Updates on Sweet Potatoes
The Philippine Root Crop Research and Training Center(PhilRootcrops for short) has gone a long way in improving the productivity as well as the taste and other qualities of the lowly camote or sweet potato.
Long before the research and training center was established in 1977. farmers used to harvest an average of eight tons of roots per hectare from their favorite varieties. Today, the yield has increased to an average of 12 to 15 tons per hectare. Of course, there are varieties that give much higher yields like VSPI which gives an average of 21.90 tons per hectare, thanks to the researchers.
In the beginning, the target of the researchers was to produce hybrids that will produce high yields, says Dr. Jose Bacusmo, the president of Visayas State University (VSU), who has been involved in the sweet potato research program from the beginning up to now. He still acts as the project leader of the research program although other staff acts as head of the center. The present head is Dr. Julieta Roa.
What’s good about sweet potato is that it freely bears flowers so that it is easy for the plant breeders to cross different strains to produce hybrids. The plant breeders try to incorporate in the hybrids the desirable characteristics such as high yield as well as taste, suitability for processing and others. At present PhilRootcrops boasts of 946 accessions from all over the Philippines and abroad which the researchers can use for breeding.
High yield, of course, is just one desirable characteristic and if a high-yielder has some undesirable traits, it will be eventually discarded. Just like VSPI, the first hybrid released by PhilRootcrops in 1983. It is high-yielding all right, but then it is susceptible to pests and diseases. Worst of all, it has a low dry matter content of 26.6 percent. Roots with low dry matter content are not as tasty as those with higher content. says Dr. Julie Tan, head of the postharvest division of the center. Those with high dry matter content are highly Suitable for ‘camote-cue’ because the flesh docs not easily break.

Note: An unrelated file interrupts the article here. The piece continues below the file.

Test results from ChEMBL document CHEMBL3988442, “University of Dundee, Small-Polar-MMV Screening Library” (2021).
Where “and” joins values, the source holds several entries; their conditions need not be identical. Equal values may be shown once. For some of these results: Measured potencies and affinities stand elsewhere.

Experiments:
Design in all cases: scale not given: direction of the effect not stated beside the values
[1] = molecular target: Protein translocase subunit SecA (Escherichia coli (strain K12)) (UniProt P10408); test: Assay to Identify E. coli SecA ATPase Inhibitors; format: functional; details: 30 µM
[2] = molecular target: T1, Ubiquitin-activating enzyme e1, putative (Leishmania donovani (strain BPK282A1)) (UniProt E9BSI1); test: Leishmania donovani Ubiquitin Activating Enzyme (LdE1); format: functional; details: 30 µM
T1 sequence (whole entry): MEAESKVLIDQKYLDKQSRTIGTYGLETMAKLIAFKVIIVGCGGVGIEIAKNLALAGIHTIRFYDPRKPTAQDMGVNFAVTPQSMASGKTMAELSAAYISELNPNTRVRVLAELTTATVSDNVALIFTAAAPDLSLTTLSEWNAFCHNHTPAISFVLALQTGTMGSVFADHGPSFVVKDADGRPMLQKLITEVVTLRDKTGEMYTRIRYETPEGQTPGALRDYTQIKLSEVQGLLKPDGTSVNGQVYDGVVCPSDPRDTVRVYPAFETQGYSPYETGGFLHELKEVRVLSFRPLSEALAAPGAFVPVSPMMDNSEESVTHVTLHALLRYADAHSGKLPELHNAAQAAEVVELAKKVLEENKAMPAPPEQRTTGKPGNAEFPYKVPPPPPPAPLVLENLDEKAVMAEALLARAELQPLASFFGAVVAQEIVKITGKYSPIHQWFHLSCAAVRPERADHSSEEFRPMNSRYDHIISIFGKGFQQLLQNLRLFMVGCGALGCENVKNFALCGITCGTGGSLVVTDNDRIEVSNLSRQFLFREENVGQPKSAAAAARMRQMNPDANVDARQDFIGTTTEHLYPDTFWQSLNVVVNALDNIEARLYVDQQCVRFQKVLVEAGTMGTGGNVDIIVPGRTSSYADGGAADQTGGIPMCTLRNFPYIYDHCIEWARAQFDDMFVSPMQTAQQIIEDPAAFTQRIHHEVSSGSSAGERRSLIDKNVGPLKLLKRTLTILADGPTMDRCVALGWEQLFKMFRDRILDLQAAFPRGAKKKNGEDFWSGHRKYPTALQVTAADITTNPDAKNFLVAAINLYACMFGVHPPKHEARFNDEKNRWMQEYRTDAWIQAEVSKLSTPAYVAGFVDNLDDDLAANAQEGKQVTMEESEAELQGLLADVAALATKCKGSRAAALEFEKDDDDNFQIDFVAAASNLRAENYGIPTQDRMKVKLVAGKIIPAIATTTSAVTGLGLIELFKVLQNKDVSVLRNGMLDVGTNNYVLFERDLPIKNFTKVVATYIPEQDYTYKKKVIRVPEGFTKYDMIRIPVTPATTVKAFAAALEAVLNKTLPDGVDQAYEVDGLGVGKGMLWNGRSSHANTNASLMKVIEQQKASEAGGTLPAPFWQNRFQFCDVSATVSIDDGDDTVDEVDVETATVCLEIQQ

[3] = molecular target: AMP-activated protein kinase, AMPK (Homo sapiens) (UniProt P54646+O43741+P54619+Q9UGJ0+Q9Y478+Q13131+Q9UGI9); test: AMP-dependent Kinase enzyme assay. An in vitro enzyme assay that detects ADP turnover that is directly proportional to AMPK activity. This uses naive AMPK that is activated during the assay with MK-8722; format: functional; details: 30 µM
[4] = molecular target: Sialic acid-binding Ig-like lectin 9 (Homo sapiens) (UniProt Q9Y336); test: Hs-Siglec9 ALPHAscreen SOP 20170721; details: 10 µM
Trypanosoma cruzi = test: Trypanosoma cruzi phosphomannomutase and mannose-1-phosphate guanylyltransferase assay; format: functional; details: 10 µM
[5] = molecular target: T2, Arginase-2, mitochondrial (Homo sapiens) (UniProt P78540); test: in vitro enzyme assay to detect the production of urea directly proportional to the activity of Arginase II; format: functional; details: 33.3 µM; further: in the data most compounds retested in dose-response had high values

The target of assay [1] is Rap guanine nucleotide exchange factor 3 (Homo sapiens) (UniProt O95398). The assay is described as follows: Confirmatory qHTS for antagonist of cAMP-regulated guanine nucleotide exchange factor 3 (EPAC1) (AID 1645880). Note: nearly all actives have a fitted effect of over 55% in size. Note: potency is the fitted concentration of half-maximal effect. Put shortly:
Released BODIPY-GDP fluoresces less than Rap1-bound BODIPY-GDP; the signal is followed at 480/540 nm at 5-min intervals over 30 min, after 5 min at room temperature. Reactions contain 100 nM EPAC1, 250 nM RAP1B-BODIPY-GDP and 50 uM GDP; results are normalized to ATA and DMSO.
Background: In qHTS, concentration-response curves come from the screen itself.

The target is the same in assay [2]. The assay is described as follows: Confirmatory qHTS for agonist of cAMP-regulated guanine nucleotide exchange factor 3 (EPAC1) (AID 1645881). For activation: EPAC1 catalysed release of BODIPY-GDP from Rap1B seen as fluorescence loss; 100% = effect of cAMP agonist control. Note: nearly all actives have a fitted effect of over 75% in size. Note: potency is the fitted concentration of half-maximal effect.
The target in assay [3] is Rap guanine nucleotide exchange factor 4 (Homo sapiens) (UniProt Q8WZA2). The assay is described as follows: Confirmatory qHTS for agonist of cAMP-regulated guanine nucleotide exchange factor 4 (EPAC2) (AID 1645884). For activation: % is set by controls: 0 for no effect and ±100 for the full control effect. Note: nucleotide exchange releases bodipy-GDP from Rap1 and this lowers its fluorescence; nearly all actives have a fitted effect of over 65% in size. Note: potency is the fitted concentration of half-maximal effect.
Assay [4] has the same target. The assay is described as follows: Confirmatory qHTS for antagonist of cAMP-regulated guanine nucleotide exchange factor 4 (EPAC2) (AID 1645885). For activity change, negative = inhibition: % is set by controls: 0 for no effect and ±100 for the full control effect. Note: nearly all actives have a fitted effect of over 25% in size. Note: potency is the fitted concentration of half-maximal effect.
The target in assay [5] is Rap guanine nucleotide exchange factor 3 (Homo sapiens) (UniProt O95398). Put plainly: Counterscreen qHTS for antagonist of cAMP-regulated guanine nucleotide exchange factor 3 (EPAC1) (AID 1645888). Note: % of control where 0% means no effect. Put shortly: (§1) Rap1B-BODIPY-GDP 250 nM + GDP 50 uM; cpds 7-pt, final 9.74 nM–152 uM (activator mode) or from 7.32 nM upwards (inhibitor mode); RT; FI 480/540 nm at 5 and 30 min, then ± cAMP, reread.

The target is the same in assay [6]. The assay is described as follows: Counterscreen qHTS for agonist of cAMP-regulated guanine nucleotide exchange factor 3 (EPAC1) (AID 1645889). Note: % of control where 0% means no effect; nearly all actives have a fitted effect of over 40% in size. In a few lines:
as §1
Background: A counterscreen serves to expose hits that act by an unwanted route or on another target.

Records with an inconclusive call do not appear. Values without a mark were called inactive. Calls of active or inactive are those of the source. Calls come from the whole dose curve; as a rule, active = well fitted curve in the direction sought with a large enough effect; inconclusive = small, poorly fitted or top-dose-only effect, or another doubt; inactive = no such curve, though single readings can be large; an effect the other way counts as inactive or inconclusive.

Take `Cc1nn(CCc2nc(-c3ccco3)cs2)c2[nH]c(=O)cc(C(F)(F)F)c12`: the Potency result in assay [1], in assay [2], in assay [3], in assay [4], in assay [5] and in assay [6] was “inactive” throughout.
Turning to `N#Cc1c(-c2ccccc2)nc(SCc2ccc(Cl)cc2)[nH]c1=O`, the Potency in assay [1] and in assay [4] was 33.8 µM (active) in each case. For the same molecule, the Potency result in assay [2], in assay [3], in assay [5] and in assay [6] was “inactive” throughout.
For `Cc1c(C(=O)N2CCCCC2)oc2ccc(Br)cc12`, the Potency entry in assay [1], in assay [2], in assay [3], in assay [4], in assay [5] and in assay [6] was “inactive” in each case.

One hybrid produced by PhilRootcrops that has had a very big impact is VSP6 released in 1988. In the early 1990s, the camote plantings in Central ,Luzon, particularly in Tarlac and Pangasinan, were wiped out by the mottle virus disease, according to Dr. Bacusmo. It was VSP6 that came to their rescue. Up to now, VSP6 is the main variety being planted commercially in many parts of Luzon. Besides giving an average yield of 21.02 tons per hectare, it has a high dry matter content of 32.90 percent. It has excellent taste as boiled camote.
Another significant hybrid released in 2002 is what is now known as NSIC SP25 or the LSU Purple. It has a marbled purple flesh which is desirable because it is said to be high in anthocyanin. This means it contains a lot of antioxidants which is good for the health.
Dr. Julie Tan says that among the various varieties released for commercial production, LSU Purple has about the highest dry matter content of 36 percent, hence it is very tasty when boiled. It is sweet because it has the highest sugar content of 4.07 percent compared to most varieties which only have 2 to3 percent. ‘